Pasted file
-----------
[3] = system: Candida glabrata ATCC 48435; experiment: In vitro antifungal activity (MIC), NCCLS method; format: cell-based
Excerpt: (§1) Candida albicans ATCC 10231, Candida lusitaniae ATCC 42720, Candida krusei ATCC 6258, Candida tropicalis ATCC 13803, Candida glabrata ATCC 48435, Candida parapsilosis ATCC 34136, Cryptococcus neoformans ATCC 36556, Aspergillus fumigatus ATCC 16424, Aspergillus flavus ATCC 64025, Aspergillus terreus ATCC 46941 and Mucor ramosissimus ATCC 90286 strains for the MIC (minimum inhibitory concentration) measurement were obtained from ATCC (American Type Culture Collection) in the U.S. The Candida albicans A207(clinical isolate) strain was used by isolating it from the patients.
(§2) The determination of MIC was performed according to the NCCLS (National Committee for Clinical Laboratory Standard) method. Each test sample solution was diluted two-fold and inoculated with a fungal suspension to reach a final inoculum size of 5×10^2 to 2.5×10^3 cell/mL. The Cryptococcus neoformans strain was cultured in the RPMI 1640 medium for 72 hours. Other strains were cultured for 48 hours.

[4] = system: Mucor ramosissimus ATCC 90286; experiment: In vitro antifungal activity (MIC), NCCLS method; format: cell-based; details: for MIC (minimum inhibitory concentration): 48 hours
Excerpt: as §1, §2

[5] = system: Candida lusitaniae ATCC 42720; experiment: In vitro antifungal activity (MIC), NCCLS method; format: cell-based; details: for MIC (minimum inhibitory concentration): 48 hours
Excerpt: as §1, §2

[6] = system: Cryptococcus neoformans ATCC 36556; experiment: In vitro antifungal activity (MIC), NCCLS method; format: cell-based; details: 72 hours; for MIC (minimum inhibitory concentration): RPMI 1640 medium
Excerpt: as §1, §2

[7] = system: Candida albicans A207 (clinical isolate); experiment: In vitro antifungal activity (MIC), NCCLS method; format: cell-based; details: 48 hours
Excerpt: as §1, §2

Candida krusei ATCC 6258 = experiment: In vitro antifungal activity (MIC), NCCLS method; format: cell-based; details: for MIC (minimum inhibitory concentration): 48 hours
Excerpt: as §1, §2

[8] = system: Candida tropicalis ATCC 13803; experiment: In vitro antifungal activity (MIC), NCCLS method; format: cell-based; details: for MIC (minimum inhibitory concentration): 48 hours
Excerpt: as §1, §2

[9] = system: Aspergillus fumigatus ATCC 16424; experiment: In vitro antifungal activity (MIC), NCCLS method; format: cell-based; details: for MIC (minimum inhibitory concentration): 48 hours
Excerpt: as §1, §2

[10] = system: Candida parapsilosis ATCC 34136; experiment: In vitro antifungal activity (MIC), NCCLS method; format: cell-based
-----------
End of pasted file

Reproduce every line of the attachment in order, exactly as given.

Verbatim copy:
[3] = system: Candida glabrata ATCC 48435; experiment: In vitro antifungal activity (MIC), NCCLS method; format: cell-based
Excerpt: (§1) Candida albicans ATCC 10231, Candida lusitaniae ATCC 42720, Candida krusei ATCC 6258, Candida tropicalis ATCC 13803, Candida glabrata ATCC 48435, Candida parapsilosis ATCC 34136, Cryptococcus neoformans ATCC 36556, Aspergillus fumigatus ATCC 16424, Aspergillus flavus ATCC 64025, Aspergillus terreus ATCC 46941 and Mucor ramosissimus ATCC 90286 strains for the MIC (minimum inhibitory concentration) measurement were obtained from ATCC (American Type Culture Collection) in the U.S. The Candida albicans A207(clinical isolate) strain was used by isolating it from the patients.
(§2) The determination of MIC was performed according to the NCCLS (National Committee for Clinical Laboratory Standard) method. Each test sample solution was diluted two-fold and inoculated with a fungal suspension to reach a final inoculum size of 5×10^2 to 2.5×10^3 cell/mL. The Cryptococcus neoformans strain was cultured in the RPMI 1640 medium for 72 hours. Other strains were cultured for 48 hours.

[4] = system: Mucor ramosissimus ATCC 90286; experiment: In vitro antifungal activity (MIC), NCCLS method; format: cell-based; details: for MIC (minimum inhibitory concentration): 48 hours
Excerpt: as §1, §2

[5] = system: Candida lusitaniae ATCC 42720; experiment: In vitro antifungal activity (MIC), NCCLS method; format: cell-based; details: for MIC (minimum inhibitory concentration): 48 hours
Excerpt: as §1, §2

[6] = system: Cryptococcus neoformans ATCC 36556; experiment: In vitro antifungal activity (MIC), NCCLS method; format: cell-based; details: 72 hours; for MIC (minimum inhibitory concentration): RPMI 1640 medium
Excerpt: as §1, §2

[7] = system: Candida albicans A207 (clinical isolate); experiment: In vitro antifungal activity (MIC), NCCLS method; format: cell-based; details: 48 hours
Excerpt: as §1, §2

Candida krusei ATCC 6258 = experiment: In vitro antifungal activity (MIC), NCCLS method; format: cell-based; details: for MIC (minimum inhibitory concentration): 48 hours
Excerpt: as §1, §2

[8] = system: Candida tropicalis ATCC 13803; experiment: In vitro antifungal activity (MIC), NCCLS method; format: cell-based; details: for MIC (minimum inhibitory concentration): 48 hours
Excerpt: as §1, §2

[9] = system: Aspergillus fumigatus ATCC 16424; experiment: In vitro antifungal activity (MIC), NCCLS method; format: cell-based; details: for MIC (minimum inhibitory concentration): 48 hours
Excerpt: as §1, §2

[10] = system: Candida parapsilosis ATCC 34136; experiment: In vitro antifungal activity (MIC), NCCLS method; format: cell-based